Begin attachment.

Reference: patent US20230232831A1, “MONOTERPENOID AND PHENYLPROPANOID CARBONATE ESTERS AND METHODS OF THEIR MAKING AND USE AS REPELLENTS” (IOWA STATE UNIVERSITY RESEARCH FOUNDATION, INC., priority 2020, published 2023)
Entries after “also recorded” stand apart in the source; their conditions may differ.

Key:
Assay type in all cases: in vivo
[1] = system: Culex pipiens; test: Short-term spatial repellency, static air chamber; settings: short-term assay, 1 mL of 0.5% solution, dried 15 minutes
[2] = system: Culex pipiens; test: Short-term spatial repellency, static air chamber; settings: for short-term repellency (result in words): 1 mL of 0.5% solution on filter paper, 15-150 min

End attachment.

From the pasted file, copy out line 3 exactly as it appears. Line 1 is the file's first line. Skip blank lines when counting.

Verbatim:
Key: